Packs and backpacks are one of those items that you and your group can always find a need for.
A full-featured backpack may not be necessary, but a small pack with many pockets is essential for a side trip to a beautiful waterfall.
Drago Tracker efficiently carries your gear on short day trips or overnight with its great internal organization pockets. It is made from durable 600 Denier fabric in a natural green color.
The Tracker offers breathable straps, quick-release buckles, and a back-relief panel for comfort. Drago’s Tracker provides the ideal balance of capacity and transport.
Insight Outdoors Traveler duffle bags are among the most efficient and popular bags. The Traveler is a spacious, stackable gear bag with detachable straps designed for easy travel.
Use the Traveler for any ATV or hiking day trip; it is tough enough for the most demanding camping or survival trip.
Vertx Ready Pack, a gray backpack with a sienna accent, is the perfect pack for those shopping trips to the flea market. Plenty of pockets inside and out make this pack one of the best values of the Vertx Line.
Campers at every stage of experience think of all the essential supplies first and forget about the gear that makes a camping trip unique until it is too late. One of the pieces of equipment that can make a trip come to life is binoculars.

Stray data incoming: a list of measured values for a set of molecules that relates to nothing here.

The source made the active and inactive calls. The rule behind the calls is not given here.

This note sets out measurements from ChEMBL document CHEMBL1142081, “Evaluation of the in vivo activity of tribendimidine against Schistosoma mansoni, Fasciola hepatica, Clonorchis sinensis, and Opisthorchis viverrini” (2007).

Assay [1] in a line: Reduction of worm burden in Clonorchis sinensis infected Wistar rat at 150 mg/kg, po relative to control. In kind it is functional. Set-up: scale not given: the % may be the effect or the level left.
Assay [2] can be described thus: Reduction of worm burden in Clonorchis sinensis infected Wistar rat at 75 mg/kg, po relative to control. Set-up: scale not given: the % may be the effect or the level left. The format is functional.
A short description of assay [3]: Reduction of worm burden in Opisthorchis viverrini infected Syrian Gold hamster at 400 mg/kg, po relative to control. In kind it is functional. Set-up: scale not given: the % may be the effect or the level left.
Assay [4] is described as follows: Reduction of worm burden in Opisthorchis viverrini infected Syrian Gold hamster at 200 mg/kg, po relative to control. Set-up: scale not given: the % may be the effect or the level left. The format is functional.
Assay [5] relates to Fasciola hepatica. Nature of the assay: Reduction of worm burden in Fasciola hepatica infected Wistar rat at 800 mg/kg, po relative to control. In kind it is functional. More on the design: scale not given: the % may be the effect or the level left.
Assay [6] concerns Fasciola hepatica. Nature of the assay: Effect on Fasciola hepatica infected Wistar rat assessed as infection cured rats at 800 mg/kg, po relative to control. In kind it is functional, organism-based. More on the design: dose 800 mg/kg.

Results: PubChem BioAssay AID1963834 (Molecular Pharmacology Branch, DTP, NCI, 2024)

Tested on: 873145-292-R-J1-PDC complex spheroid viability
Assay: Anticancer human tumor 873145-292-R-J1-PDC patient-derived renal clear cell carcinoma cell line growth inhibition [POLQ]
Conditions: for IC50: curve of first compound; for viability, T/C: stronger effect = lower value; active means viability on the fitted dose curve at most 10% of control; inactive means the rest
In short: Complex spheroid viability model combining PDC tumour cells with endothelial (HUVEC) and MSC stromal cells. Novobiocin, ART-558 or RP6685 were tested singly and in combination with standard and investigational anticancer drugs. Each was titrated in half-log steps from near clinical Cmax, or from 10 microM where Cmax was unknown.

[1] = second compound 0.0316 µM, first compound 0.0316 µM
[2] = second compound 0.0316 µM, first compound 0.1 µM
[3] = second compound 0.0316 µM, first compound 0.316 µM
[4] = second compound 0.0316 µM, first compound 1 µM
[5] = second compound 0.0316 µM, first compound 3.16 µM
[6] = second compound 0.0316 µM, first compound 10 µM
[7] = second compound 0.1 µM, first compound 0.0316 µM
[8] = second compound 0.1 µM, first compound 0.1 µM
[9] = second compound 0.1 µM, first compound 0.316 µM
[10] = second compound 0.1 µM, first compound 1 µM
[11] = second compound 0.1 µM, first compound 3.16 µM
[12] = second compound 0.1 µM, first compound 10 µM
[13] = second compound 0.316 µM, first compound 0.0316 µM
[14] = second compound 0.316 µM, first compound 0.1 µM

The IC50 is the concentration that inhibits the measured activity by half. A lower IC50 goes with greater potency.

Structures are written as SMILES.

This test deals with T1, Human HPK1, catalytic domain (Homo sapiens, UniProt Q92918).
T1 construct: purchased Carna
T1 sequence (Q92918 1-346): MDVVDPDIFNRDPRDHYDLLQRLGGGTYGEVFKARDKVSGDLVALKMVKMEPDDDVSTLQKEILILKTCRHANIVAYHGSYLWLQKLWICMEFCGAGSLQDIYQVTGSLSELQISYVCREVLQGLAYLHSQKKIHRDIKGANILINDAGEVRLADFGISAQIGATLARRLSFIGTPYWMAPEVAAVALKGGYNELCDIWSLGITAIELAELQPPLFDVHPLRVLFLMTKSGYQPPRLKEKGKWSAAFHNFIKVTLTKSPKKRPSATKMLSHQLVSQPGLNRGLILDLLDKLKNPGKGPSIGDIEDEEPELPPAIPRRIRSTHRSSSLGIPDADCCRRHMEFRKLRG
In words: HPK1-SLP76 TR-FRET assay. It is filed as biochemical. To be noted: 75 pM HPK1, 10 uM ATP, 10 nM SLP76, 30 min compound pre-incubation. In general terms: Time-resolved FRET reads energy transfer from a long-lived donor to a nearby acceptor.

These advanced pieces of optic technology can bring animal sightings to life without putting you or your family in danger.
They are valuable tools for sighting inclement weather when they can make a difference or pull the brilliant night sky closer.
Binoculars should be compact, durable, and lightweight enough to throw into your day pack without any thought.
The binoculars you decide on should provide all the magnificent colors and splendid images you expect to see.
Bushnell Engage DX, these optics combine performance and affordability. The Engage DX features an all-metal chassis with rubber body armor to repel oil, water, dust, and debris.
Bushnell is considered by many to be one of the finest optics companies in the world.
Burris Signature HD, another world-class optics firm, Burris offers a complete line of optic products. The high-end Signature HD provides stunning images and impressive colors with its multi-coated lenses and BAK prisms for edge-to-edge clarity.
The Signature is comfortable to hold with its open bridge design and rubber-armored surface. The Burris is nitrogen-filled for fog and waterproof performance.
In-state Colorado campers probably have most of the equipment needed to experience this beautiful region.
Campers arriving from out-of-state should be ready for one of the most memorable adventures they can experience. Preparation is critical in planning a survivalist trip or an RV experience.
Most well-heeled overnighters, hikers, trekkers, or vacationers know the ingredients for a good trip; it’s always the little items that make your trip a one-of-a-kind experience.
This story is brought to you in partnership with Hinterland Outfitters.